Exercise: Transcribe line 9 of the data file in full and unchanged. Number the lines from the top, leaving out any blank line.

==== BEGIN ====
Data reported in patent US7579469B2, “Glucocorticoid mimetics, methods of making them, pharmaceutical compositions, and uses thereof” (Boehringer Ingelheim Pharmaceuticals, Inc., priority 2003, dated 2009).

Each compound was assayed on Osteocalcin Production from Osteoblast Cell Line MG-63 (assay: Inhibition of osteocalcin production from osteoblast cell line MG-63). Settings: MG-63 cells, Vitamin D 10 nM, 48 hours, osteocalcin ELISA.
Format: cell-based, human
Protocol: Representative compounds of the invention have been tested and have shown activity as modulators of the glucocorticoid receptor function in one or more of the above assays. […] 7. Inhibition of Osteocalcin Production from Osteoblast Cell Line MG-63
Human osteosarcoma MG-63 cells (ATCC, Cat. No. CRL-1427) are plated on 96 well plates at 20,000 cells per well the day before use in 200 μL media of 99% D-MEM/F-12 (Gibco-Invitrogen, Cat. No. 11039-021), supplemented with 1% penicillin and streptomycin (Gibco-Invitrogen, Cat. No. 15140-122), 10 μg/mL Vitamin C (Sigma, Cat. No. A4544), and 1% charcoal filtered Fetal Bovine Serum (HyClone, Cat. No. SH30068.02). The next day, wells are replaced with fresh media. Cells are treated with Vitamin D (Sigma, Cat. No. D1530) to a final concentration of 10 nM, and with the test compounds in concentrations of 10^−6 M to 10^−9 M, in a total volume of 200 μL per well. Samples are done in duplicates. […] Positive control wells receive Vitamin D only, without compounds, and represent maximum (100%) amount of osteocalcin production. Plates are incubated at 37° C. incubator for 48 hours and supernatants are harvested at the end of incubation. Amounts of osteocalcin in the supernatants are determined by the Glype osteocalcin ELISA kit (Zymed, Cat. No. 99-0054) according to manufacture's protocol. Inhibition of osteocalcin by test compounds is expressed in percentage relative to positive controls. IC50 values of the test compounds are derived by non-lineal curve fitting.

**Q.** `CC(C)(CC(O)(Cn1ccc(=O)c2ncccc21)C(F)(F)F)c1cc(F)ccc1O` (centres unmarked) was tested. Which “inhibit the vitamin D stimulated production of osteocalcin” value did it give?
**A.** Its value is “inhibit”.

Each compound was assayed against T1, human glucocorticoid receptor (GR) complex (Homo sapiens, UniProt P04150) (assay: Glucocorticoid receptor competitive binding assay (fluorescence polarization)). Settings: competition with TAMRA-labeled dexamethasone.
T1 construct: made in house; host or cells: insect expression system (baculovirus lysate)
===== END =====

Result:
T1 construct: made in house; host or cells: insect expression system (baculovirus lysate)